Now that the Federal Bureau of Investigation has successfully disarmed the Coreflood botnet temporarily, the next step is to get the malware off infected machines.
The number of “beacons,” or requests from Coreflood zombies to the C&C (command and control) servers have declined by over 90 percent in the week since the FBI raided and seized five C&C servers and 29 domains used to control the Coreflood botnet, according to court documents filed April 22. The requests have dropped from about 800,000 on April 13, two days before the raid, to less than 100,000 on April 22, according to court papers.
Beacons are not the same as the number of infected computers because the zombie connects to the server every time it reboots, and it’s very possible that a computer can be restarted several times a day. While the actual number of infected computers is unknown, the Coreflood botnet is estimated to have infected somewhere between hundreds of thousands to 2 million PCs over the past decade.
As part of the raid, the United States District Court of Connecticut also issued a temporary restraining order that allowed the Department of Justice to substitute the seized rogue servers with FBI-controlled systems. The new servers acted as C&C servers for the existing zombie army, pushing out a “kill signal” to terminate the malware running on the infected machines.
While the kill signal stopped Coreflood from running, it was only a temporary fix, as every time the infected machine was rebooted, it had to receive fresh instructions to “stop” the malicious process. It was critical that the malware be removed from the machine altogether.
The FBI-controlled servers prevented the malware from updating itself, giving security vendors the time to release fixes and update malicious software removal tools. They “are no longer faced with a moving target and have been able to release virus signatures capable of detecting the latest versions of Coreflood,” the court papers said.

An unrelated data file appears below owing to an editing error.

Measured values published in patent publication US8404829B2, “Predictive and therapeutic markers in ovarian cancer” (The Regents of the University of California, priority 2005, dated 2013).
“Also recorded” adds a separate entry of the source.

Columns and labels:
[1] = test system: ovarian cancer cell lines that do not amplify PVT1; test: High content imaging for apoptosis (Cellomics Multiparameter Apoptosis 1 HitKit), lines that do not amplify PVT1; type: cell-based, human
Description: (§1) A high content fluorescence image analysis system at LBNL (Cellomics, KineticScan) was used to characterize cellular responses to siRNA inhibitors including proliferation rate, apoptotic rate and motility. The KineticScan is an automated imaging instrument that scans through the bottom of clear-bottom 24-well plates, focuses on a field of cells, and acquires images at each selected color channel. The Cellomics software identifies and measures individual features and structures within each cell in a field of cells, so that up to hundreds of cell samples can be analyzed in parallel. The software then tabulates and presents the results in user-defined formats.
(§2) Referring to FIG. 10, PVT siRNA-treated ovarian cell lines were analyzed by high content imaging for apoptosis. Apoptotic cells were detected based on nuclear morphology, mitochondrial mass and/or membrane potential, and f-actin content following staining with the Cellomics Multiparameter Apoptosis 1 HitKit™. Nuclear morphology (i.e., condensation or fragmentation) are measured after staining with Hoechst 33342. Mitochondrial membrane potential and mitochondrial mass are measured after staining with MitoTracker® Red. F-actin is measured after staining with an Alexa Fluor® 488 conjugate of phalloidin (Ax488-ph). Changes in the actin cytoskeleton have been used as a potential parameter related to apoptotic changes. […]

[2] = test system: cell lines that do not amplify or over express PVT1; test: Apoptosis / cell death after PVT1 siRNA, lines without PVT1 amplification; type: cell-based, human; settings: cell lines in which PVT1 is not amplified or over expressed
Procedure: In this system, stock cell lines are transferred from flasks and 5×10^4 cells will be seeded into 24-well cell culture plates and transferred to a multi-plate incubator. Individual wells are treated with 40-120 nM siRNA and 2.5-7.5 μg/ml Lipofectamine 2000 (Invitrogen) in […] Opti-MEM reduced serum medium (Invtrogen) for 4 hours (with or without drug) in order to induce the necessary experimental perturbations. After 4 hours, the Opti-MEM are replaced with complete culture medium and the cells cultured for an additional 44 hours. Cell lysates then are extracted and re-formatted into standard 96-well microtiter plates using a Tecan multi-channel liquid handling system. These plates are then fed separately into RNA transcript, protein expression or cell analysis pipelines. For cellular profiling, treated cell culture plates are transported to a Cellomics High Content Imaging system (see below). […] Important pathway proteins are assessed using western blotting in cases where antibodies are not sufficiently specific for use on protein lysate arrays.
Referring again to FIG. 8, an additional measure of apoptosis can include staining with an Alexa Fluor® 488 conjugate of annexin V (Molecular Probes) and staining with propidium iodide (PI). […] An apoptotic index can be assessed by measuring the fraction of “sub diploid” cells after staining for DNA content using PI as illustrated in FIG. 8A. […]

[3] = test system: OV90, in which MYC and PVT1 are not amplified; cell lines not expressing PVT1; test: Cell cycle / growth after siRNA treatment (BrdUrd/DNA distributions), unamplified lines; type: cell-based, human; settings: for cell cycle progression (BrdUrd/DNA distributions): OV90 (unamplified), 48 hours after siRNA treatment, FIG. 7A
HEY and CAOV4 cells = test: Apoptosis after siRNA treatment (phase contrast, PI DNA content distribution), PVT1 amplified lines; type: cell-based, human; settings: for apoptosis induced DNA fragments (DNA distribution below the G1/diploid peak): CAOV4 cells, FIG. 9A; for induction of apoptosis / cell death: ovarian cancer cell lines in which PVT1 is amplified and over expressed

Microsoft released an out-of-band update for its Windows Malicious Software Removal Tool on April 28 to remove Coreflood from infected machines. Cyber-criminals released new Coreflood variants approximately around when Microsoft updated the tool as part of the April Patch Tuesday. The latest update will allow Microsoft to remove Coreflood and several other malware families permanently.
Other vendors are expected to issue their own updates to their security scanners and malware removal tools so that users can remove the infection on their own.
The original court order gave the FBI two weeks to temporarily deactivate the zombies and notify affected users as vendors pushed out removal tools. The FBI is working with Internet service providers to track down users based on the IP addresses. The government asked for an additional 30 days, now due to expire May 25, to complete “Operation Adeona” by deactivating the malware and to notify affected users that their systems had been compromised.
The FBI was also collecting explicit permission from the victims to remotely remove the malware permanently.
“Removing Coreflood in this manner could be used to delete Coreflood from infected computers and to -undo’ certain changes made by Coreflood to the Windows operating system when Coreflood was first installed,” wrote FBI Special Agent Briana Neumiller in the court filing.
“There is an ongoing need to prevent a continuing and substantial injury to the owners and users of computers still infected by Coreflood,” the filing said.
Removing the malware is important because new variants of Coreflood are already appearing, pushed out by servers not under FBI control. These new variants will be able to evade detection and there is a chance they will recapture the now-dormant machines, the FBI warned the court.
The Department of Justice will need another court order to get permission to actually remove the malware permanently from user computers.
The government stepping into remotely execute programs on to user computers is unprecedented in the United States, and privacy watchdog Electronic Frontier Foundation raised some objections. “Its other people’s computers, and you don’t know what’s going to happen for sure. You might blow up some important machine,” said Chris Palmer, technology director for the Electronic Frontier Foundation.
There are multiple Coreflood variants, and there is a potential risk with trying to use a bot against itself. “What if the crooks have deliberately rewired the “stop” command to carry out a “format hard drive” operation instead?” Paul Ducklin, head of technology for the Asia-Pacific region at Sophos, wrote on the Naked Security blog.